Principle eleven says, “Complex learning is enhanced by challenge and inhibited by threat.” For some learners, the technology itself can feel like a threat. If learners cannot use the technology whether due to limited functionality or limited knowledge, that problem could threaten the overall experience. Our instructional team can put the technology in the background to minimize that threat so that learners can embrace the challenges that are intentionally there to enhance learning.

5 Recommendations for Designing Brain-Based Activities that Work in Virtual Learning Platforms
  1. Do your research. When it comes to understanding brain-based learning, choose your sources wisely. Scrutinize any research so that it appropriately applies to your learners and is a reliable source of information. For example, child education research should have little impact on how you teach adults. 

  2. Don’t skip the debrief! The debrief is where the learning happens. It’s where learners have the opportunity to reflect, consider the content in their contexts, and identify patterns that help them organize their learnings.

  3. Take breaks. As principle eight tells us, “Learning always involves conscious and unconscious processes.” Allowing time between information and activities allows for better retention of knowledge.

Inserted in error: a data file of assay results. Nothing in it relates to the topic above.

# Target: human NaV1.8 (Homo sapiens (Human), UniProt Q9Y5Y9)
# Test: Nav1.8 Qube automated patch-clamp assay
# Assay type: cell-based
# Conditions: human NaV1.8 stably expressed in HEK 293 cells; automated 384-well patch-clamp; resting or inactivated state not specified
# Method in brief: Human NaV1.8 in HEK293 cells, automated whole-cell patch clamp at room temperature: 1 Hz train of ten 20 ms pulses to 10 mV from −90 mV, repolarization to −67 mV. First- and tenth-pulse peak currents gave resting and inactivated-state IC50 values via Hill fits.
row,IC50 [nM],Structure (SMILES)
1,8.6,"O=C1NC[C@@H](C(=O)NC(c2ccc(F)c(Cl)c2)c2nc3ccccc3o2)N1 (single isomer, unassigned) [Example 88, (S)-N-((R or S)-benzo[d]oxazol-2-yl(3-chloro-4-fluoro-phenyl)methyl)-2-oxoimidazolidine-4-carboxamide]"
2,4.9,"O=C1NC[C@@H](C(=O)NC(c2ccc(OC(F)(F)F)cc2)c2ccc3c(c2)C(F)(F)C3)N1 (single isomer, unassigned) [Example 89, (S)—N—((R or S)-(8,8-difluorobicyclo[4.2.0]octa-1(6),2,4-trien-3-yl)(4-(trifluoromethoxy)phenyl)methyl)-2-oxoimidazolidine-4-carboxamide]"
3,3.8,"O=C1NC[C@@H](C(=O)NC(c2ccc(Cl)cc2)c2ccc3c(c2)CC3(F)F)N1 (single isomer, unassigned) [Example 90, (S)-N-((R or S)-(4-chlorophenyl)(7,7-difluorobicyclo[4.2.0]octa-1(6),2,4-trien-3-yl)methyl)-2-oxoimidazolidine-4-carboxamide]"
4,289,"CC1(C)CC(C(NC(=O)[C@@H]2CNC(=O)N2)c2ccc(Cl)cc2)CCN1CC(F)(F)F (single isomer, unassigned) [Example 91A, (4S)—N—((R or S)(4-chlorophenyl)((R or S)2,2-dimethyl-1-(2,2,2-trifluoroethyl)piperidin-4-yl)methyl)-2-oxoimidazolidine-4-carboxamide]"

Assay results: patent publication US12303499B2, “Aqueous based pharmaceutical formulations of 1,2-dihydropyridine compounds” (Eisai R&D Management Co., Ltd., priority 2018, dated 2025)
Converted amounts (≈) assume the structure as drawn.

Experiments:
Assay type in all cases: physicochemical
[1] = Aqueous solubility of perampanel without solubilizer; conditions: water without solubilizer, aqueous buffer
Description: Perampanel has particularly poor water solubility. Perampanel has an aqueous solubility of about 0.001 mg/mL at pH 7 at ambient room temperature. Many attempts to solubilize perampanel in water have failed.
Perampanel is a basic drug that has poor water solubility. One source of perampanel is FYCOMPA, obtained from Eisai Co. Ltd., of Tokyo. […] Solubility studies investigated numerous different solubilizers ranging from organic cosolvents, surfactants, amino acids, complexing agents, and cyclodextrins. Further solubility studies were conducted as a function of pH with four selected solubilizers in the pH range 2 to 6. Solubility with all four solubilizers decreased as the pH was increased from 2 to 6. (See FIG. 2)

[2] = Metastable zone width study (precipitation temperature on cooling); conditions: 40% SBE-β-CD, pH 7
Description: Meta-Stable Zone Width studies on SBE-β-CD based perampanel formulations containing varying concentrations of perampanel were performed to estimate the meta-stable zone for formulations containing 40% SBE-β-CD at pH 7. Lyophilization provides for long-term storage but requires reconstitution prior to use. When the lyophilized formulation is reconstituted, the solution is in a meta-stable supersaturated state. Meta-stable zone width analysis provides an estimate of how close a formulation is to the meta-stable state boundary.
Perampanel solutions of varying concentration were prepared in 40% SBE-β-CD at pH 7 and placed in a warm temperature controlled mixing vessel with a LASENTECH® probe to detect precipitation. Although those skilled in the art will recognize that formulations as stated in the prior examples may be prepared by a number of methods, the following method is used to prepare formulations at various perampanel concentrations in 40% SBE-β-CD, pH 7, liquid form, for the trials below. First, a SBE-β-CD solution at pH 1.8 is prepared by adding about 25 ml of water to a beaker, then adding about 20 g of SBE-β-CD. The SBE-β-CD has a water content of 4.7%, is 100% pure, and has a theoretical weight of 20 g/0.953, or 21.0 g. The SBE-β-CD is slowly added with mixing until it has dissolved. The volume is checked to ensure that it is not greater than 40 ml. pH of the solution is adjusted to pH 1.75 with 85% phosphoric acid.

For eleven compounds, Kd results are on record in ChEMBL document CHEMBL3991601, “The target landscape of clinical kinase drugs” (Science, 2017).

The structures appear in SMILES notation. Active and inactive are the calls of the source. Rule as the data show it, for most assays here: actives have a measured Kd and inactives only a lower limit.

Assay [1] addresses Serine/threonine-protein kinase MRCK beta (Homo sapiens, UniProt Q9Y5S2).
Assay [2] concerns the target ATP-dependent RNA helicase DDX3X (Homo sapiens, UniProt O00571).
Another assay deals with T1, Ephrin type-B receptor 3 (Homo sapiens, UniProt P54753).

4. Ensure the program is inquiry-based. Principle ten states, “Learning is developmental." Accounting for this makes it beneficial to ask learners to consider or share their experiences so that you can build upon what they’ve already learned as new content is introduced.

  5. Balance challenge and threat. Create a psychologically safe space where learners know how to interact with the virtual classroom tools and the others in the class. It also helps to include challenging activities to develop their skills and increase confidence in the content.

What Do Virtual Learning Experts Need to Know about Brain-Based Activities for the Virtual Classroom?